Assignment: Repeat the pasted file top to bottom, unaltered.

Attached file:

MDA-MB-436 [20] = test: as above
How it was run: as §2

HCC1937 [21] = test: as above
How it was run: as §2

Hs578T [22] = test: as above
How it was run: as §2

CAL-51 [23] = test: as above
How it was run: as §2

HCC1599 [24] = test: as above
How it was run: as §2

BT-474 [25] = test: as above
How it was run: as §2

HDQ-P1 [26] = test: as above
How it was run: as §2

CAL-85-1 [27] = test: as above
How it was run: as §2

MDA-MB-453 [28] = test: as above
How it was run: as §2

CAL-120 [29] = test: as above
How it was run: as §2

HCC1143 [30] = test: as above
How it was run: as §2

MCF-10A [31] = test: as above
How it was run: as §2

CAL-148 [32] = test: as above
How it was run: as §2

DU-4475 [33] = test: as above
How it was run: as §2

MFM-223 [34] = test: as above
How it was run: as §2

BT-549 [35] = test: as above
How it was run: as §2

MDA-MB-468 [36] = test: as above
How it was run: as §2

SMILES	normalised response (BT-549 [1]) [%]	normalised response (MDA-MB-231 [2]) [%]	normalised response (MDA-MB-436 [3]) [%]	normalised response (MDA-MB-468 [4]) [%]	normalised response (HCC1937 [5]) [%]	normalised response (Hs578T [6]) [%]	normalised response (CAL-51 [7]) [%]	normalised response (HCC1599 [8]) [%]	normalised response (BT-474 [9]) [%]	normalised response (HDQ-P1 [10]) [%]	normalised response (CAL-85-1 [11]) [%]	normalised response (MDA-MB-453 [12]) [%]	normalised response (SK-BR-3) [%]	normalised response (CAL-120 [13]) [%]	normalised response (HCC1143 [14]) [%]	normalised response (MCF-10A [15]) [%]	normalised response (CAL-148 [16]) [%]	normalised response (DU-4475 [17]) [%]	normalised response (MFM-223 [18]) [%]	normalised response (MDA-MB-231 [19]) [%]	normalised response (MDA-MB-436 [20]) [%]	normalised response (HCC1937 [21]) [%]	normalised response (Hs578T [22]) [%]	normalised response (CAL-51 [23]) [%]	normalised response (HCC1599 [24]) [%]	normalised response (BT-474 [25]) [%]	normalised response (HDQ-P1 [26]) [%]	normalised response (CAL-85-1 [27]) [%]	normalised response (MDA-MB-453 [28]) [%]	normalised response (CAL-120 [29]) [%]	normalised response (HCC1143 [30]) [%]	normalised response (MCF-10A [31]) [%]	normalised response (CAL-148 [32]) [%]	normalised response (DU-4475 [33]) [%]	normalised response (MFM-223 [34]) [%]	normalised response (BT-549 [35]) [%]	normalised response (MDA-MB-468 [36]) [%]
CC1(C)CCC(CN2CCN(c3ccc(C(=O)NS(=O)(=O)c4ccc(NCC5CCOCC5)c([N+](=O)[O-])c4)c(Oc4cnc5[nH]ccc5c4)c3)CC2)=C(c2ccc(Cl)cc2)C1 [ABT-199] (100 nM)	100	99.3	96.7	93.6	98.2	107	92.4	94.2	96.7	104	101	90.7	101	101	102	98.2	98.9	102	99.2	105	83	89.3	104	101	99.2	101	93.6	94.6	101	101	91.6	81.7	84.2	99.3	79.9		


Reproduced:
MDA-MB-436 [20] = test: as above
How it was run: as §2

HCC1937 [21] = test: as above
How it was run: as §2

Hs578T [22] = test: as above
How it was run: as §2

CAL-51 [23] = test: as above
How it was run: as §2

HCC1599 [24] = test: as above
How it was run: as §2

BT-474 [25] = test: as above
How it was run: as §2

HDQ-P1 [26] = test: as above
How it was run: as §2

CAL-85-1 [27] = test: as above
How it was run: as §2

MDA-MB-453 [28] = test: as above
How it was run: as §2

CAL-120 [29] = test: as above
How it was run: as §2

HCC1143 [30] = test: as above
How it was run: as §2

MCF-10A [31] = test: as above
How it was run: as §2

CAL-148 [32] = test: as above
How it was run: as §2

DU-4475 [33] = test: as above
How it was run: as §2

MFM-223 [34] = test: as above
How it was run: as §2

BT-549 [35] = test: as above
How it was run: as §2

MDA-MB-468 [36] = test: as above
How it was run: as §2

SMILES	normalised response (BT-549 [1]) [%]	normalised response (MDA-MB-231 [2]) [%]	normalised response (MDA-MB-436 [3]) [%]	normalised response (MDA-MB-468 [4]) [%]	normalised response (HCC1937 [5]) [%]	normalised response (Hs578T [6]) [%]	normalised response (CAL-51 [7]) [%]	normalised response (HCC1599 [8]) [%]	normalised response (BT-474 [9]) [%]	normalised response (HDQ-P1 [10]) [%]	normalised response (CAL-85-1 [11]) [%]	normalised response (MDA-MB-453 [12]) [%]	normalised response (SK-BR-3) [%]	normalised response (CAL-120 [13]) [%]	normalised response (HCC1143 [14]) [%]	normalised response (MCF-10A [15]) [%]	normalised response (CAL-148 [16]) [%]	normalised response (DU-4475 [17]) [%]	normalised response (MFM-223 [18]) [%]	normalised response (MDA-MB-231 [19]) [%]	normalised response (MDA-MB-436 [20]) [%]	normalised response (HCC1937 [21]) [%]	normalised response (Hs578T [22]) [%]	normalised response (CAL-51 [23]) [%]	normalised response (HCC1599 [24]) [%]	normalised response (BT-474 [25]) [%]	normalised response (HDQ-P1 [26]) [%]	normalised response (CAL-85-1 [27]) [%]	normalised response (MDA-MB-453 [28]) [%]	normalised response (CAL-120 [29]) [%]	normalised response (HCC1143 [30]) [%]	normalised response (MCF-10A [31]) [%]	normalised response (CAL-148 [32]) [%]	normalised response (DU-4475 [33]) [%]	normalised response (MFM-223 [34]) [%]	normalised response (BT-549 [35]) [%]	normalised response (MDA-MB-468 [36]) [%]
CC1(C)CCC(CN2CCN(c3ccc(C(=O)NS(=O)(=O)c4ccc(NCC5CCOCC5)c([N+](=O)[O-])c4)c(Oc4cnc5[nH]ccc5c4)c3)CC2)=C(c2ccc(Cl)cc2)C1 [ABT-199] (100 nM)	100	99.3	96.7	93.6	98.2	107	92.4	94.2	96.7	104	101	90.7	101	101	102	98.2	98.9	102	99.2	105	83	89.3	104	101	99.2	101	93.6	94.6	101	101	91.6	81.7	84.2	99.3	79.9		